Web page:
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Hi I'm Wayne

I'm a professor of bicultural-bilingual studies. I research language and educational policy. And I'm a Mormon.

About Me

I'm a Caucasian American, the husband of a wonderful Cambodia woman, and father to three beautiful Cambodian American children. I was a humanitarian volunteer in Cambodia in the early 1990s working the human rights and education sectors. I was an ESL and bilingual elementary school teacher in Long Beach, California. I have a PhD in Educational Leadership and Policy Studies from Arizona State University, and am currently an Associate Professor of Bicultural-Bilingual Studies in the College of Education and Human Development at the University of Texas at San Antonio. I train generalist, special education, ESL and bilingual teachers at the undergraduate and Masters-degree level, and train future researchers and professors at the PhD level. I'm the author of books and many published research articles related to issues of language and education policy, and providing equitable and effective education for language minority students. I was a Fulbright Scholar, and have traveled across the United States and many other countries to conduct and present research, and provide training for educators. I'm an amateur musician, and have played the French Horn and its variations in concert bands and orchestras in California, Arizona, and Texas. I love my family, I love teaching, I love conducting research, I love music, I love the Lord Jesus Christ, and I love his gospel.

Why I am a Mormon

While I was raised in the church by amazing parents in a loving family with 5 siblings, as a teenager I knew I had to gain my own testimony of the truthfulness of the gospel of Jesus Christ I learned growing up. Raised in Southern California, I was only one of a small number of Mormons in my high school, and had many friends of other faiths who frequently challenged my beliefs and offered differing points of views. These challenges forced me to reflect on my own beliefs. Through studying the Bible, Book of Mormon, and other scriptures, and through sincere prayer, I have obtained a strong testimony that the things I were taught as a child are indeed true. As I continue to strive to follow the Savior, keep his commandments, and raise my family in his Gospel, I have had numerous spiritual experiences that tell me God lives, that he knows me, and loves me, and that I am following the path to return to him. My understanding of the Atonement, and the eternal nature of families, motivate me to strive to live my life in a such a way that I will be worthy to live with him again someday, and to live with my family forever. I am a Mormon because the gospel makes sense. I know who I am. I know why I am here. I know what my Heavenly Father and my Savior Jesus Christ have done for me and for all their children. I know what they want, need, and are helping to do here on the earth. And I know that there is much more than simply our life on earth.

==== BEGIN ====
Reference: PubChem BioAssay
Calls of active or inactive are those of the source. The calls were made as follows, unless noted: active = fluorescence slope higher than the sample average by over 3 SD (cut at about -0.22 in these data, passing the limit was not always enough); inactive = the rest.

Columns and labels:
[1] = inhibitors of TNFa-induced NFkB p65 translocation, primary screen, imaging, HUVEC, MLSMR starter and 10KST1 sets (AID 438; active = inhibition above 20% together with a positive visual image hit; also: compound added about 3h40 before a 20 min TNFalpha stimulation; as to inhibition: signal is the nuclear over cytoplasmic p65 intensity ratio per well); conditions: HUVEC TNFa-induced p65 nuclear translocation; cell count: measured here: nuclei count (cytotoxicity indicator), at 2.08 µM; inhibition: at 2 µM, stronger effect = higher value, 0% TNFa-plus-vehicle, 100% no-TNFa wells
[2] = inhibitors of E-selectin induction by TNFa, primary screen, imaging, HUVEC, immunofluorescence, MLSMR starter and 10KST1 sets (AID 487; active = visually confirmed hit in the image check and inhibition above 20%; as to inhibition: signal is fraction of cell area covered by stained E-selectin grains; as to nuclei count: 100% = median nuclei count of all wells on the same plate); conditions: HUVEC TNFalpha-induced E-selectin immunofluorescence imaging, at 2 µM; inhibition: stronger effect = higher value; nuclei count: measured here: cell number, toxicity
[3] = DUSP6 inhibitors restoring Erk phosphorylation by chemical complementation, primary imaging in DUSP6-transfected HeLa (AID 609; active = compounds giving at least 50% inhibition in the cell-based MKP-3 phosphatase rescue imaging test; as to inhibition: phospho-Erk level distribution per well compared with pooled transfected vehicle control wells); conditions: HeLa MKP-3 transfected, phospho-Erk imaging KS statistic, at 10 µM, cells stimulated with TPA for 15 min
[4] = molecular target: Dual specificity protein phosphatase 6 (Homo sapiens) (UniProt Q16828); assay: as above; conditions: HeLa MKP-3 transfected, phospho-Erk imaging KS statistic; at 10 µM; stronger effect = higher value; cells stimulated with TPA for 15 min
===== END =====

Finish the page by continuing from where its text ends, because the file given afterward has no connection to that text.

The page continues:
How I live my faith

Despite my busy work schedule, God and family always come first in my life. I have had the privilege of serving the Lord in numerous volunteer callings in the church, each of which bring both challenges and blessings. One of the most challenging callings, but also one that brought great joy, was the time I served as a branch president over the church's Cambodian congregation in Long Beach, California. Despite working as a full-time teacher, while simultaneously completing both a teacher credentialling program and a seperate MA-degree program, the Lord opened the way for me to be able to dedicate the time needed to serve the congregation. The struggles, resiliency, and faith of the members of that congregation--most of whom were refugees and survivors of genocide facing the challenge of learning a new language and culture and adapting to a new country-- were a constant source of strength and inspiration for me, and which has had a profound influence on me. I am currently teaching the Old Testament to sleepy but dedicated high school students each school-day morning at 6:00 a.m., through my calling as an early morning seminary teacher. While I was concerned at first that my work and travel schedule were too demanding to fulfill this calling, once again the Lord has fulfilled his promise that he will prepare the way for his children to accomplish the things which he asks us to do. This calling has been a great blessing to me, and hopefully also to my students who in turn also teach me and increase my understanding and strengthen my testimony of the gospel. My faith also has a profound influence on my professional career. My work in education, particular in the sensitive areas of linguistic and cultural diversity, educational equity, and language minority students is driven by my knowledge that we are all children of our Heavenly Father, that he loves each of us, and that he wants each of his children to reach their full potential.